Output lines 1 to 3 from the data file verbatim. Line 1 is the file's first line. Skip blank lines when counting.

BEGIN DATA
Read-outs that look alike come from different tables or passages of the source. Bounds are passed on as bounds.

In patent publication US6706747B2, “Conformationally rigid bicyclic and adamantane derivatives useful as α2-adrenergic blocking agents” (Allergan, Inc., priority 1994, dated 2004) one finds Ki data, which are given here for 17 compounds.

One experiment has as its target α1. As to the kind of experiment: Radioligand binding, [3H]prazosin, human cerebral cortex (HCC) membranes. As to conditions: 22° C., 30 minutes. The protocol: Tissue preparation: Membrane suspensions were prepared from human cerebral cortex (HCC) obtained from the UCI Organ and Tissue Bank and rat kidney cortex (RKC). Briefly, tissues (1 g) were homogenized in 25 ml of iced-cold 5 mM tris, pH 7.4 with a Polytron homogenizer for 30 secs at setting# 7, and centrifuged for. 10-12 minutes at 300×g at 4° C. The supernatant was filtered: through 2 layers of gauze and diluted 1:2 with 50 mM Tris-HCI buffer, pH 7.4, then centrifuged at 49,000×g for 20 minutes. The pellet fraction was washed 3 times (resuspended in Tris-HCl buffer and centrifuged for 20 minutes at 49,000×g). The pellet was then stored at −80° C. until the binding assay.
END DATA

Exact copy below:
Read-outs that look alike come from different tables or passages of the source. Bounds are passed on as bounds.

In patent publication US6706747B2, “Conformationally rigid bicyclic and adamantane derivatives useful as α2-adrenergic blocking agents” (Allergan, Inc., priority 1994, dated 2004) one finds Ki data, which are given here for 17 compounds.

One experiment has as its target α1. As to the kind of experiment: Radioligand binding, [3H]prazosin, human cerebral cortex (HCC) membranes. As to conditions: 22° C., 30 minutes. The protocol: Tissue preparation: Membrane suspensions were prepared from human cerebral cortex (HCC) obtained from the UCI Organ and Tissue Bank and rat kidney cortex (RKC). Briefly, tissues (1 g) were homogenized in 25 ml of iced-cold 5 mM tris, pH 7.4 with a Polytron homogenizer for 30 secs at setting# 7, and centrifuged for. 10-12 minutes at 300×g at 4° C. The supernatant was filtered: through 2 layers of gauze and diluted 1:2 with 50 mM Tris-HCI buffer, pH 7.4, then centrifuged at 49,000×g for 20 minutes. The pellet fraction was washed 3 times (resuspended in Tris-HCl buffer and centrifuged for 20 minutes at 49,000×g). The pellet was then stored at −80° C. until the binding assay.